The average American is paying 13 cents a gallon more for gasoline than he did a week ago.
There is, of course, a “fear premium” caused by the prospect of a new war… and an “inflation premium” caused by the Federal Reserve’s monetary promiscuity…
But there are some more onerous factors at work, too. Bureaucracy among them.
A word of warning, if you’ve got any strains of “free market” blood coursing through your veins, be prepared for those platelets to begin boiling…
“In North America,” Byron King explains from his perch in Pittsburgh, “refiners are already processing summer blends of gasoline that meet ‘clean air’ mandates. There are a multitude of blends, each required in a specific region.
“You can’t sell ‘Chicago’ gasoline in Philadelphia, for example, or ‘Seattle’ gasoline in Los Angeles. The US is a patchwork of chemically dissimilar fuel blends. It makes for a logistical mess, having to transport specific blends to specific regions.
“That, and every year, we see a late-winter or early-spring spike in oil prices because the ‘clean air’ gasoline blends require more oil as feedstock. That is, ‘clean air’ reduces refinery yield.
“So perhaps we have ‘cleaner’ air (and perhaps not), but at a significant overall increased cost at the pump.”
One more less-onerous, less-predictable factor leading to hire gas prices: Europe’s bitter-cold winter.
“You may be tired of reading about economic issues in Greece and Italy,” says Byron, “but that doesn’t mean that they’re not still using oil when it’s cold.”
On a related note: All but three of Japan’s 73 nuclear reactors remain offline after Fukushima. “The Japanese,” says Byron, “are using more oil to generate electricity and run their industries.”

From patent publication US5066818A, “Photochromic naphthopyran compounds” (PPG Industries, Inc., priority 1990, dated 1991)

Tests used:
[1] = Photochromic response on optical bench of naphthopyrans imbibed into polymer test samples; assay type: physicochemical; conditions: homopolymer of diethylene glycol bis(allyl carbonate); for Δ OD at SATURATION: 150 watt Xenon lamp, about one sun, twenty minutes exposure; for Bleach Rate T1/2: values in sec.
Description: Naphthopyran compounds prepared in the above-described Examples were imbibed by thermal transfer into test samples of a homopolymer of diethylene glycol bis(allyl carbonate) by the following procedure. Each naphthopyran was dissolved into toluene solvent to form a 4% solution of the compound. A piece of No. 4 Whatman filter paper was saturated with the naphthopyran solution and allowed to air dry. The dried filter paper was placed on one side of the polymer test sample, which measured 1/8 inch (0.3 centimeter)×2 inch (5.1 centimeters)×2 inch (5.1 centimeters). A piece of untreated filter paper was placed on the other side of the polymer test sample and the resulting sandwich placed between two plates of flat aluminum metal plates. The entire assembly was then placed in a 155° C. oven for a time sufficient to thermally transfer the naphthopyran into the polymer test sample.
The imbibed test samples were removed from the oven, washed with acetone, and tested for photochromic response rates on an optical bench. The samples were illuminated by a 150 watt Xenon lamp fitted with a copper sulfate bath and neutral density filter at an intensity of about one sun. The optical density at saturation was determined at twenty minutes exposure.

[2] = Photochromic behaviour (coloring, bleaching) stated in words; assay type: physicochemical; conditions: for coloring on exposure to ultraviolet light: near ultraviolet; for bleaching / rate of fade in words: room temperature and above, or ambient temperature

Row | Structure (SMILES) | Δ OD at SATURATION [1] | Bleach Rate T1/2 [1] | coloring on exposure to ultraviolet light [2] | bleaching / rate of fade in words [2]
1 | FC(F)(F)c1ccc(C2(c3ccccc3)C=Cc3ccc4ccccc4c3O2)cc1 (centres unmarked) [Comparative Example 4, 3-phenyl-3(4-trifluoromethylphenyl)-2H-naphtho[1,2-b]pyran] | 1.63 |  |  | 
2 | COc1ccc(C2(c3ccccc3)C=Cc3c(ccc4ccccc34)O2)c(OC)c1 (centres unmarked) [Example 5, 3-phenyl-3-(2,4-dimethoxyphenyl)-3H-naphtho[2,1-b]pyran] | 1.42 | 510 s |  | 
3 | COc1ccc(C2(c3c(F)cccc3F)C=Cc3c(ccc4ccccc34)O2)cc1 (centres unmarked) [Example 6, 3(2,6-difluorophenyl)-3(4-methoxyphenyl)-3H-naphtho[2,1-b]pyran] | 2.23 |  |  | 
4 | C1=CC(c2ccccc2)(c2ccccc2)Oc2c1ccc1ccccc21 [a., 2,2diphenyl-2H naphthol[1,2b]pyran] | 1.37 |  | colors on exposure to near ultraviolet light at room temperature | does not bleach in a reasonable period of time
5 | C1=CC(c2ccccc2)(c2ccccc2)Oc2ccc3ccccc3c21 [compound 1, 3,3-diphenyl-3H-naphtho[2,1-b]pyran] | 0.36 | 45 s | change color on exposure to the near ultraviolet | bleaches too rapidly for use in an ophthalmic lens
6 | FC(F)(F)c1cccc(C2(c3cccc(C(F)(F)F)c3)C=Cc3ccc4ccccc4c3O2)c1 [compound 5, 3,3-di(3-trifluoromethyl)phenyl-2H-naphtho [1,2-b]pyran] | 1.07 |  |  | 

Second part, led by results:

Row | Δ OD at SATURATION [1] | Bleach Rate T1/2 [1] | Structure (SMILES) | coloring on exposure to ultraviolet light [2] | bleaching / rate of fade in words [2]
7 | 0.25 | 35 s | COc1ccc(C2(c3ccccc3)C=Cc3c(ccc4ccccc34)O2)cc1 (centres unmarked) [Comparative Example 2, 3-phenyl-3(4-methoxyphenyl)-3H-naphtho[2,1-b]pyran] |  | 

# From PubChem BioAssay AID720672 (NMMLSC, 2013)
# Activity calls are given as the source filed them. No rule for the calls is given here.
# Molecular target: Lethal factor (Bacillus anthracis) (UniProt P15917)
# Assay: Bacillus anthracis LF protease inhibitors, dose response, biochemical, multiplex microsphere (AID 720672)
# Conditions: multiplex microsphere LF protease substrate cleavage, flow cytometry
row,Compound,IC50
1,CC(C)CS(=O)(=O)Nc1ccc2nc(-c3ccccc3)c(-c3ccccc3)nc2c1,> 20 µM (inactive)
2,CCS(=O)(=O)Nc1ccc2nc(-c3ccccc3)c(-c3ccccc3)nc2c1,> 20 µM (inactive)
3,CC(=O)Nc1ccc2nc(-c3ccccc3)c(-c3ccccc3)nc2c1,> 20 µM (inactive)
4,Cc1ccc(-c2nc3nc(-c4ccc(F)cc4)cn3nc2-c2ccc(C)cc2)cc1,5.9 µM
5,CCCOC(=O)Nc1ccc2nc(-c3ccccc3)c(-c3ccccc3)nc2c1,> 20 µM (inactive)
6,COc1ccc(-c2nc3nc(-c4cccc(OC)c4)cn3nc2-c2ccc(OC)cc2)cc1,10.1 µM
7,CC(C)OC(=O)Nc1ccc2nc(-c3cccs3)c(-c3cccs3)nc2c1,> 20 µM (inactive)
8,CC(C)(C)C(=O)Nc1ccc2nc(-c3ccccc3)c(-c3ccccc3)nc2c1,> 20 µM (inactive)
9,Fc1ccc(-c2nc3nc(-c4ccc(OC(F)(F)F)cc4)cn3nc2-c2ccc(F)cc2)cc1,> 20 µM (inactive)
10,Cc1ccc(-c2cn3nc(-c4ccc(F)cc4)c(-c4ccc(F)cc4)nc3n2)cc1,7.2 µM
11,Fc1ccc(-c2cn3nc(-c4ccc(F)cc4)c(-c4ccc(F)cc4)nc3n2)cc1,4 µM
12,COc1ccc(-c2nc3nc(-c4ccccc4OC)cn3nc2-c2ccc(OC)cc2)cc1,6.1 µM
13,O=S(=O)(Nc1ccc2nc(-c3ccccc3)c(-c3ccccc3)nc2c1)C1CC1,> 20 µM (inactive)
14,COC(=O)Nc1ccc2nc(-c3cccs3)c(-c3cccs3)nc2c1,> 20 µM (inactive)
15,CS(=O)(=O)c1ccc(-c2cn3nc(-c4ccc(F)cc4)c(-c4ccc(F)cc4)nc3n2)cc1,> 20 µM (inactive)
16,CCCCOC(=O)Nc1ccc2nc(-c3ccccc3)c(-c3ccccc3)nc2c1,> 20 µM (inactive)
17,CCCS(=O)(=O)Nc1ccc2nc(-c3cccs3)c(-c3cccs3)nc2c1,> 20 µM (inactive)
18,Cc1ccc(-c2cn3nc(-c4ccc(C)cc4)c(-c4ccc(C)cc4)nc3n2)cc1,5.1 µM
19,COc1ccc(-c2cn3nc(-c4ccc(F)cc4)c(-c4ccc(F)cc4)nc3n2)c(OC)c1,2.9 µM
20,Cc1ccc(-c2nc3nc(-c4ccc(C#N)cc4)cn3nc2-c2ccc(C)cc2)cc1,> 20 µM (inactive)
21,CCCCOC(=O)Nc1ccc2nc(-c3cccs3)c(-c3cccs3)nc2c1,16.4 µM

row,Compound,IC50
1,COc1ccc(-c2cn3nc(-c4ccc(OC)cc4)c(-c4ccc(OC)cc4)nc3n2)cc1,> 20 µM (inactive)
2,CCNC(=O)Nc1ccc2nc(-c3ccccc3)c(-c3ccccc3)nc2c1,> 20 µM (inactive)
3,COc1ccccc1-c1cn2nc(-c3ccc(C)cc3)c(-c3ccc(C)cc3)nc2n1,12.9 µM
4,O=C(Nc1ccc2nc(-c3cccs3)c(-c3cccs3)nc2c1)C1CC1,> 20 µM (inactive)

And that’s on top of China’s exploding consumption. “Just take a look,” says Byron, “at one trend that’s driving demand (so to speak), namely the skyrocketing numbers for vehicle registrations in China. There’s huge growth.
In the face of these factors, falling US demand and rising US supply become irrelevant. “You compete for your gallon of gasoline with people from every other nation across the world,” says Byron, returning to a theme from last week.
“That is, it’s ‘your’ gallon if you can afford it. When the price of oil goes up and the other issues are factored in – like a cold winter in Europe, and rising Asian demand – the US demand decline pales in significance.
“The bottom line is to expect higher oil prices over the next few years, and higher pump prices as well. Sure, we’ll see oil prices rise and fall, because nothing goes up in price forever (except for the cost of medical care and college educations in the US, perhaps).
“But you had better get used to living with oil price volatility and prepare to live your life accordingly.”
And invest accordingly.
Addison Wiggin is the Executive Publisher of Agora Financial.
This is an edited version of an article that first appeared in Markets and Money USA.
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